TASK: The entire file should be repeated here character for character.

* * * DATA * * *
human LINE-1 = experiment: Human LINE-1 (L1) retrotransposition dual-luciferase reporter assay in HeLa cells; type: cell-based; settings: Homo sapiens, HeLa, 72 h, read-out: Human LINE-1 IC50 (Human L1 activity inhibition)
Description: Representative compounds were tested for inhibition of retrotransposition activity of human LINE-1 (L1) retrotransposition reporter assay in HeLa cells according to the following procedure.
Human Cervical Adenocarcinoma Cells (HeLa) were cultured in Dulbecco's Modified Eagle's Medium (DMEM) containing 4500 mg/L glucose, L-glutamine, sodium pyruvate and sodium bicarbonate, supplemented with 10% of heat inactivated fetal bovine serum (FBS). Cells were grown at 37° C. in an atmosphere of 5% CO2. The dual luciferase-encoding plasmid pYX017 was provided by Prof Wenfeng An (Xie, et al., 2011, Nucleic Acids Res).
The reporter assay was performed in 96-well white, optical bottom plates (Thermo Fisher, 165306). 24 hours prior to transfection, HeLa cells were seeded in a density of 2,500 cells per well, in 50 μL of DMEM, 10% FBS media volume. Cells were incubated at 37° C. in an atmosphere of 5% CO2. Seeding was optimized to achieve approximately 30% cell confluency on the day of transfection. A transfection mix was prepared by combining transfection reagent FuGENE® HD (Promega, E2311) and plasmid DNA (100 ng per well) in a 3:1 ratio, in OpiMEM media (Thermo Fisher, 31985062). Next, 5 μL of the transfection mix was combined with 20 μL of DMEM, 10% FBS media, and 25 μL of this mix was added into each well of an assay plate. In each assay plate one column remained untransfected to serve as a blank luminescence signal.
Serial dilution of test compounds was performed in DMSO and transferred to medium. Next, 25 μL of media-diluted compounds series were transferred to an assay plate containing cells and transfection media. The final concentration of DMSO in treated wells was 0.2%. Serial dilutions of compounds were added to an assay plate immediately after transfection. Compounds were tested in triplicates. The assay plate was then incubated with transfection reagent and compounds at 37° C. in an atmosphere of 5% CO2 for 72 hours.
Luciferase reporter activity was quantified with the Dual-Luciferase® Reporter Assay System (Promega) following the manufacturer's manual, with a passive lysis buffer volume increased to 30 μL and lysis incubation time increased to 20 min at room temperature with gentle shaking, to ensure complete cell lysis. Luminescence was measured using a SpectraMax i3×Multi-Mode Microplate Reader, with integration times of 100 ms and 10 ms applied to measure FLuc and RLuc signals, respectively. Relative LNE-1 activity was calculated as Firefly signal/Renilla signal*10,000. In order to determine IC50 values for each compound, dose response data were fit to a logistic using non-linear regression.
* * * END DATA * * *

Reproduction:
human LINE-1 = experiment: Human LINE-1 (L1) retrotransposition dual-luciferase reporter assay in HeLa cells; type: cell-based; settings: Homo sapiens, HeLa, 72 h, read-out: Human LINE-1 IC50 (Human L1 activity inhibition)
Description: Representative compounds were tested for inhibition of retrotransposition activity of human LINE-1 (L1) retrotransposition reporter assay in HeLa cells according to the following procedure.
Human Cervical Adenocarcinoma Cells (HeLa) were cultured in Dulbecco's Modified Eagle's Medium (DMEM) containing 4500 mg/L glucose, L-glutamine, sodium pyruvate and sodium bicarbonate, supplemented with 10% of heat inactivated fetal bovine serum (FBS). Cells were grown at 37° C. in an atmosphere of 5% CO2. The dual luciferase-encoding plasmid pYX017 was provided by Prof Wenfeng An (Xie, et al., 2011, Nucleic Acids Res).
The reporter assay was performed in 96-well white, optical bottom plates (Thermo Fisher, 165306). 24 hours prior to transfection, HeLa cells were seeded in a density of 2,500 cells per well, in 50 μL of DMEM, 10% FBS media volume. Cells were incubated at 37° C. in an atmosphere of 5% CO2. Seeding was optimized to achieve approximately 30% cell confluency on the day of transfection. A transfection mix was prepared by combining transfection reagent FuGENE® HD (Promega, E2311) and plasmid DNA (100 ng per well) in a 3:1 ratio, in OpiMEM media (Thermo Fisher, 31985062). Next, 5 μL of the transfection mix was combined with 20 μL of DMEM, 10% FBS media, and 25 μL of this mix was added into each well of an assay plate. In each assay plate one column remained untransfected to serve as a blank luminescence signal.
Serial dilution of test compounds was performed in DMSO and transferred to medium. Next, 25 μL of media-diluted compounds series were transferred to an assay plate containing cells and transfection media. The final concentration of DMSO in treated wells was 0.2%. Serial dilutions of compounds were added to an assay plate immediately after transfection. Compounds were tested in triplicates. The assay plate was then incubated with transfection reagent and compounds at 37° C. in an atmosphere of 5% CO2 for 72 hours.
Luciferase reporter activity was quantified with the Dual-Luciferase® Reporter Assay System (Promega) following the manufacturer's manual, with a passive lysis buffer volume increased to 30 μL and lysis incubation time increased to 20 min at room temperature with gentle shaking, to ensure complete cell lysis. Luminescence was measured using a SpectraMax i3×Multi-Mode Microplate Reader, with integration times of 100 ms and 10 ms applied to measure FLuc and RLuc signals, respectively. Relative LNE-1 activity was calculated as Firefly signal/Renilla signal*10,000. In order to determine IC50 values for each compound, dose response data were fit to a logistic using non-linear regression.